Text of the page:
In a few cases, we can do a one-stage approach. The implant is placed at the time of the mastectomy without an expander. Not all patients qualify for this option. This direct (one-stage) implant also uses Alloderm or a synthetic mesh (see below). With either approach (1 or 2 stage), there is a high chance you will need a touch up.
Infection or the skin not healing: The implant may need to be taken out.
High touch-up rate: Many patients need more surgery to improve the cosmetic outcome of the implant. (Often done outpatient and can be scheduled at your convenience.)
Capsular contracture: Scar tissue can form around the implant and change the shape or position.
Silicone leak/implant rupture: Most of these do not cause any symptoms. They are seen on mammograms or MRIs. The FDA recommends having an MRI or ultrasound 3-5 years after getting an implant. Most implants are changed every 10-15 years.
Animation deformity: If the implant is placed under the chest muscles, it will move with your shoulder movements. This does not happen with protectoral reconstruction (described below).
Ripples: Folds often seen in the upper part of the breast. Easier to notice when you lean forward.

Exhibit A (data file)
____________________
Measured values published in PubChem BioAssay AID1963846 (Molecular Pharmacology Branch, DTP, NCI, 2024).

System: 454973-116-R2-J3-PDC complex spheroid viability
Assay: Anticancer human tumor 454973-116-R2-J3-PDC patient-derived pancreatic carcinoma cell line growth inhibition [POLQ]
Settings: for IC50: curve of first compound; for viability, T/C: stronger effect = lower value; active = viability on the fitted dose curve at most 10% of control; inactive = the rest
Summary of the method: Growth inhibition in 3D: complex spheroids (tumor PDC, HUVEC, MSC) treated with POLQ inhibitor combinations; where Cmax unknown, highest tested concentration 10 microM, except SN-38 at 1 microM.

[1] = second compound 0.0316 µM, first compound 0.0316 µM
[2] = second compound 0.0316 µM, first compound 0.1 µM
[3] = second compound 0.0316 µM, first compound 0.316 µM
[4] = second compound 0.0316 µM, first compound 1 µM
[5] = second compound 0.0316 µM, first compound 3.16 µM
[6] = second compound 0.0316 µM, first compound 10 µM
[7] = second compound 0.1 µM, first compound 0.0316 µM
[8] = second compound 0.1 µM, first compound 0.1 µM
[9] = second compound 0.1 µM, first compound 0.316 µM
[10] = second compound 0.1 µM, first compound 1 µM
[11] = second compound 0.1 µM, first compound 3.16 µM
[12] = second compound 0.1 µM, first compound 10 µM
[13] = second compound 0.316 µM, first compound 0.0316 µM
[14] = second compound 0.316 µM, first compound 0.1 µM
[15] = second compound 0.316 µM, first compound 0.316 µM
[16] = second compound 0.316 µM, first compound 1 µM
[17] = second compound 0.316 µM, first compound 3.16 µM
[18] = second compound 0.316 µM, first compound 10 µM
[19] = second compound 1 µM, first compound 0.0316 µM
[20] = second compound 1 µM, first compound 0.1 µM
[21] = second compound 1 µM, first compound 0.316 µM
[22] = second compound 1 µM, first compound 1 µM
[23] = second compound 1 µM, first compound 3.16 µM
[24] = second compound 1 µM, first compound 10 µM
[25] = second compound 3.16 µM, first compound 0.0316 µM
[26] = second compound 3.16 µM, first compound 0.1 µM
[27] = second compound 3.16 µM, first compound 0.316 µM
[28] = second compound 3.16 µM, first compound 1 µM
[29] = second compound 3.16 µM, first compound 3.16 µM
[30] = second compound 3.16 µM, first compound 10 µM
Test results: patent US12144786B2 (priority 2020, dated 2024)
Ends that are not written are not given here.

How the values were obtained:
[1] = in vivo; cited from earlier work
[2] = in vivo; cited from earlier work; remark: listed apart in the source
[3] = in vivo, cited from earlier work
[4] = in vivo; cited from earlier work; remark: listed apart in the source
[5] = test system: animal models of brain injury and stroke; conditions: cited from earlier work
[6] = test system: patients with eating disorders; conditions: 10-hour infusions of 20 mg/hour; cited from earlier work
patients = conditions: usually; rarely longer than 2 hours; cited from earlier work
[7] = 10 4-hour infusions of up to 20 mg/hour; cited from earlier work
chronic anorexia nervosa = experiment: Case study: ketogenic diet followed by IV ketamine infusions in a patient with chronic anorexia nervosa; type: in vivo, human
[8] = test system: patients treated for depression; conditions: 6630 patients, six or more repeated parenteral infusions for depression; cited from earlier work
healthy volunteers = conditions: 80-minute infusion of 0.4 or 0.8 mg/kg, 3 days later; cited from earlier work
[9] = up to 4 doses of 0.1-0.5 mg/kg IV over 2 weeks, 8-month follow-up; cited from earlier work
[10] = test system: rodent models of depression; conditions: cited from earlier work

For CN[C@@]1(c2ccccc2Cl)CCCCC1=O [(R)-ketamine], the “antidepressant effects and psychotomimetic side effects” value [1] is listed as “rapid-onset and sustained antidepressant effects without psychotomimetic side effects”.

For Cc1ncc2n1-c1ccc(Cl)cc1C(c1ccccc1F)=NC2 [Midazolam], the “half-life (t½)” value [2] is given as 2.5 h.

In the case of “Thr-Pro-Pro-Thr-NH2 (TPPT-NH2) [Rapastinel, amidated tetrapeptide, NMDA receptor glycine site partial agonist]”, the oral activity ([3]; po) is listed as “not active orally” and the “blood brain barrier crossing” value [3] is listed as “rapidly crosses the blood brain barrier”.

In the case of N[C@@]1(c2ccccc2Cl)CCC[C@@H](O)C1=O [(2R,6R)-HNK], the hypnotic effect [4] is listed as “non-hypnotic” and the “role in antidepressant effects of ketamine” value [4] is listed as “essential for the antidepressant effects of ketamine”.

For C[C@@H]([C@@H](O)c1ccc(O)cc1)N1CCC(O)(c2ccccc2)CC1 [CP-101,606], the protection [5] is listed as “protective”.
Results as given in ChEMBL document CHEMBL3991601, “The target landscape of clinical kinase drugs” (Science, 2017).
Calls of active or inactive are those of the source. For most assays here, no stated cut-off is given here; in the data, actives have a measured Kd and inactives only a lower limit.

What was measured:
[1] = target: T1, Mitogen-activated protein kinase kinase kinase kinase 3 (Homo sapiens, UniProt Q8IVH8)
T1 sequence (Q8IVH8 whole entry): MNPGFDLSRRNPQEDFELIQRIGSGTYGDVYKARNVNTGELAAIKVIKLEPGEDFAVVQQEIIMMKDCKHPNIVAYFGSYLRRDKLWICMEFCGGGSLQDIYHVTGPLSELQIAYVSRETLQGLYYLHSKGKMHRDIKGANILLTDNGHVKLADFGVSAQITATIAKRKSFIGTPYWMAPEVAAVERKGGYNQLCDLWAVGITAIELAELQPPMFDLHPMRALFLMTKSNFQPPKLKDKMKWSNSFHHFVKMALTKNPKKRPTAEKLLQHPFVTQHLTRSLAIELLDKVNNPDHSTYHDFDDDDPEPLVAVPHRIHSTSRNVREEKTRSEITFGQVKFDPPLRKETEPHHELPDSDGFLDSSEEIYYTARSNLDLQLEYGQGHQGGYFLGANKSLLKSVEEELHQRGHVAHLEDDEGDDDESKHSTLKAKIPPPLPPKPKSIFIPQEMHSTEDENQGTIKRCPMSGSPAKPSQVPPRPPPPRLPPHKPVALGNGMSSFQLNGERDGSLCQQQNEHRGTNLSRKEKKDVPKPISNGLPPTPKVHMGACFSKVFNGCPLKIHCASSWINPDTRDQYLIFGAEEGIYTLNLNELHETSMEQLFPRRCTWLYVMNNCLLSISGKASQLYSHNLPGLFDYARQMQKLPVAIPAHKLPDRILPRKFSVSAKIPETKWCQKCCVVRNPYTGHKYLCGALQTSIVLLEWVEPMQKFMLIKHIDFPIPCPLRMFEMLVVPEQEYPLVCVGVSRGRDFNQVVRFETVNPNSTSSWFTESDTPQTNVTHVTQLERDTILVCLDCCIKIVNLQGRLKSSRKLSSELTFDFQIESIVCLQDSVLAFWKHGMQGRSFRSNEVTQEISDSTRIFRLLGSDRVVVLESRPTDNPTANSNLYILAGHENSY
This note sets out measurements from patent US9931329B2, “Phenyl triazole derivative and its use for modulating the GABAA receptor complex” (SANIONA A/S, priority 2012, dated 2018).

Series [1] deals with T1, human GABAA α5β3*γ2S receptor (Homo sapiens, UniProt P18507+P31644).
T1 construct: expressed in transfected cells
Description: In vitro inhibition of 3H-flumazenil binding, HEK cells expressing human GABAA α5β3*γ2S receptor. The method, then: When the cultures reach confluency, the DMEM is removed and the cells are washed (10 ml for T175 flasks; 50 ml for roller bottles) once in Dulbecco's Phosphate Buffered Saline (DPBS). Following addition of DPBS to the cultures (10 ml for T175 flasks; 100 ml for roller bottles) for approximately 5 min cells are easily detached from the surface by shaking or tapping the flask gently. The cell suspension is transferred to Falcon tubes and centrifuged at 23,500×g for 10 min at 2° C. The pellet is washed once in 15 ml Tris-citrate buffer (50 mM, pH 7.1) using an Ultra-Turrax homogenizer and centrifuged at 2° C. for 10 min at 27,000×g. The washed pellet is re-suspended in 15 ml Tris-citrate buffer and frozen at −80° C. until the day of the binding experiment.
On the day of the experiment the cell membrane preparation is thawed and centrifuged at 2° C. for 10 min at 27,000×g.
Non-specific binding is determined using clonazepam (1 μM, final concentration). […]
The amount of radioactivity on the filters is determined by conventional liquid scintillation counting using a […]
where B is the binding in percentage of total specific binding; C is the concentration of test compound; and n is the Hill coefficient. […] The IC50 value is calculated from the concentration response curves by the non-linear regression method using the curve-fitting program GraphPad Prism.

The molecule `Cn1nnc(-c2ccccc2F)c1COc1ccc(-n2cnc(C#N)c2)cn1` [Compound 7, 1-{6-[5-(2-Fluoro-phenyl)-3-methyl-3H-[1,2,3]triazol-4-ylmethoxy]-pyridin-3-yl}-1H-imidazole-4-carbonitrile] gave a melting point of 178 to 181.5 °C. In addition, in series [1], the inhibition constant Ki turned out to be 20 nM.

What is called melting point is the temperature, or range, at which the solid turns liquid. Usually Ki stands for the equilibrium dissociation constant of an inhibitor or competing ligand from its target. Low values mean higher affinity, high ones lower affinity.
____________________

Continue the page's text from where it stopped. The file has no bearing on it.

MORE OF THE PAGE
Might be associated with very rare ALCL lymphoma (cancer of the immune system).
Breast implants give a young look to the breast. Some women prefer this. Others may feel it is an unnatural look. Breast implants do not gain or lose weight, move, or age like a natural breast.
Breast implant illness: These are symptoms that have been linked to implants, but there is no scientific evidence how and if implants cause these symptoms.
Using Your Own Body Fat/Skin
About This Option
This method uses the skin and fat from the lower belly to reconstruct the breast. This is in some aspects similar to a cosmetic tummy tuck, but instead of throwing away the excess skin and fat, we use them to reconstruct the breast.
Most of these reconstructions are DIEP (deep inferior epigastric artery) flaps. In this surgery we take the excess skin and fat of the lower belly. We preserve core muscles as much as possible. This lowers the chance for problems in the abdominal wall, but muscles can still be damaged. This approach has shown long-term success. As you heal, the new fat becomes part of you and should last forever.
Am I a candidate for this option?
Candidates are those who:
Have not had a tummy tuck in the past.
Do not have large scars in the belly area.
Are within a certain body weight to height ratio (e.g. 145-215 pounds for a 5’5” height).
Uses your own tissues; there is no need for silicone or other foreign materials.
A more natural look and feel to the breast.